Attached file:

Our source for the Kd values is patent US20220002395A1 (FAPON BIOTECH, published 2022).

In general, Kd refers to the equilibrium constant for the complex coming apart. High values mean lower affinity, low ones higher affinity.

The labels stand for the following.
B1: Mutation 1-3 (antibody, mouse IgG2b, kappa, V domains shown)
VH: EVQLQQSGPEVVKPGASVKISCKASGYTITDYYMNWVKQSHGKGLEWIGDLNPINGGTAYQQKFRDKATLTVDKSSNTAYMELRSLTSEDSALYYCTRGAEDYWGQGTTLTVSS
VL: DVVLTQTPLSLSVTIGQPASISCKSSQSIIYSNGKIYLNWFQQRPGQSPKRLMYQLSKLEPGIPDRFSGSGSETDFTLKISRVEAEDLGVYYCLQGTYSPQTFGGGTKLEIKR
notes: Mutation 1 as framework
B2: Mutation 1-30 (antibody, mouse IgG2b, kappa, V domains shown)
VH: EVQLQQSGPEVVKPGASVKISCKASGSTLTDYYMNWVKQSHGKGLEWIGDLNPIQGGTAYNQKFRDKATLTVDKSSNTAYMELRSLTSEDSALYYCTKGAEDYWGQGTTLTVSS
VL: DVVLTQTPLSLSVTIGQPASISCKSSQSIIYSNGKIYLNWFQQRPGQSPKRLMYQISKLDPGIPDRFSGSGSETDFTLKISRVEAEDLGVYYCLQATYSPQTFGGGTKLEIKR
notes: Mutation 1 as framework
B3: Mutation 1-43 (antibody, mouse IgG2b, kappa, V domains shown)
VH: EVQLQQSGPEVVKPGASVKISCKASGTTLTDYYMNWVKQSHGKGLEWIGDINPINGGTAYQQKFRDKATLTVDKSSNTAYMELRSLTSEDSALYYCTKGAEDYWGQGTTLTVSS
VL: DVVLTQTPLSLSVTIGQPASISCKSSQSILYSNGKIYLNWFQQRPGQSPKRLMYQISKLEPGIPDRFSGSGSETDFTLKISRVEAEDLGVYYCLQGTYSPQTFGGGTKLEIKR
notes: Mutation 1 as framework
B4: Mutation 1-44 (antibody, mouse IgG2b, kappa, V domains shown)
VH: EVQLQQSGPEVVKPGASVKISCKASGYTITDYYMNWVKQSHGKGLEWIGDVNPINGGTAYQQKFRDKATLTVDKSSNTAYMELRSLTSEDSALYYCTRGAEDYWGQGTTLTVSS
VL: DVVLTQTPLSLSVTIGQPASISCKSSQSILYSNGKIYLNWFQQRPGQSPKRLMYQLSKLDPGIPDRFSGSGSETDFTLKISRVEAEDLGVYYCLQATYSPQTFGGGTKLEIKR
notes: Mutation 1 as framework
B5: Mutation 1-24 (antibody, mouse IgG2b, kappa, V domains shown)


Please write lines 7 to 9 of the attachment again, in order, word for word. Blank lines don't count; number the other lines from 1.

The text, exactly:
notes: Mutation 1 as framework
B2: Mutation 1-30 (antibody, mouse IgG2b, kappa, V domains shown)
VH: EVQLQQSGPEVVKPGASVKISCKASGSTLTDYYMNWVKQSHGKGLEWIGDLNPIQGGTAYNQKFRDKATLTVDKSSNTAYMELRSLTSEDSALYYCTKGAEDYWGQGTTLTVSS